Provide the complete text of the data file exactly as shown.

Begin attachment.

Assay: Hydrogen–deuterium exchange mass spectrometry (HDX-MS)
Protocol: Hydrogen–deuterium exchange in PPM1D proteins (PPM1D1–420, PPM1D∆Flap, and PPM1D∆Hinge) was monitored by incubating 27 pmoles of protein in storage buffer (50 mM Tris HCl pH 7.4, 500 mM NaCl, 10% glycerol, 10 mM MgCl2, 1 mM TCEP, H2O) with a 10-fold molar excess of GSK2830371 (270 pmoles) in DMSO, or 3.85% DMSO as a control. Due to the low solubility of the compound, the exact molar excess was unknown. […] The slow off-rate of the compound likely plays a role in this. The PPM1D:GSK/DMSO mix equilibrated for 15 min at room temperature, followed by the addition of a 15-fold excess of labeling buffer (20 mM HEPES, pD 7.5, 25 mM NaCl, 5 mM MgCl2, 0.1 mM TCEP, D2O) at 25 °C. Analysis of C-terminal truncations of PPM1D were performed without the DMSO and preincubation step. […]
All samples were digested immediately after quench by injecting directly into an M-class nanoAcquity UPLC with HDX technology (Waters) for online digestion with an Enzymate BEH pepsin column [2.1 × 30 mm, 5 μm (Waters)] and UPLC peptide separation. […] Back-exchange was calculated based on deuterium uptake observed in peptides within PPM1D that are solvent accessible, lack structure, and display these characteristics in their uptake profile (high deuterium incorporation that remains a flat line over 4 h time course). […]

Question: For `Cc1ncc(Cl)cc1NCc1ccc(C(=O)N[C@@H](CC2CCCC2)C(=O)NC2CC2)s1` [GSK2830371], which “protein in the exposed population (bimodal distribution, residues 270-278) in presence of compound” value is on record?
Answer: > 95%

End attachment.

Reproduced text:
Assay: Hydrogen–deuterium exchange mass spectrometry (HDX-MS)
Protocol: Hydrogen–deuterium exchange in PPM1D proteins (PPM1D1–420, PPM1D∆Flap, and PPM1D∆Hinge) was monitored by incubating 27 pmoles of protein in storage buffer (50 mM Tris HCl pH 7.4, 500 mM NaCl, 10% glycerol, 10 mM MgCl2, 1 mM TCEP, H2O) with a 10-fold molar excess of GSK2830371 (270 pmoles) in DMSO, or 3.85% DMSO as a control. Due to the low solubility of the compound, the exact molar excess was unknown. […] The slow off-rate of the compound likely plays a role in this. The PPM1D:GSK/DMSO mix equilibrated for 15 min at room temperature, followed by the addition of a 15-fold excess of labeling buffer (20 mM HEPES, pD 7.5, 25 mM NaCl, 5 mM MgCl2, 0.1 mM TCEP, D2O) at 25 °C. Analysis of C-terminal truncations of PPM1D were performed without the DMSO and preincubation step. […]
All samples were digested immediately after quench by injecting directly into an M-class nanoAcquity UPLC with HDX technology (Waters) for online digestion with an Enzymate BEH pepsin column [2.1 × 30 mm, 5 μm (Waters)] and UPLC peptide separation. […] Back-exchange was calculated based on deuterium uptake observed in peptides within PPM1D that are solvent accessible, lack structure, and display these characteristics in their uptake profile (high deuterium incorporation that remains a flat line over 4 h time course). […]

Question: For `Cc1ncc(Cl)cc1NCc1ccc(C(=O)N[C@@H](CC2CCCC2)C(=O)NC2CC2)s1` [GSK2830371], which “protein in the exposed population (bimodal distribution, residues 270-278) in presence of compound” value is on record?
Answer: > 95%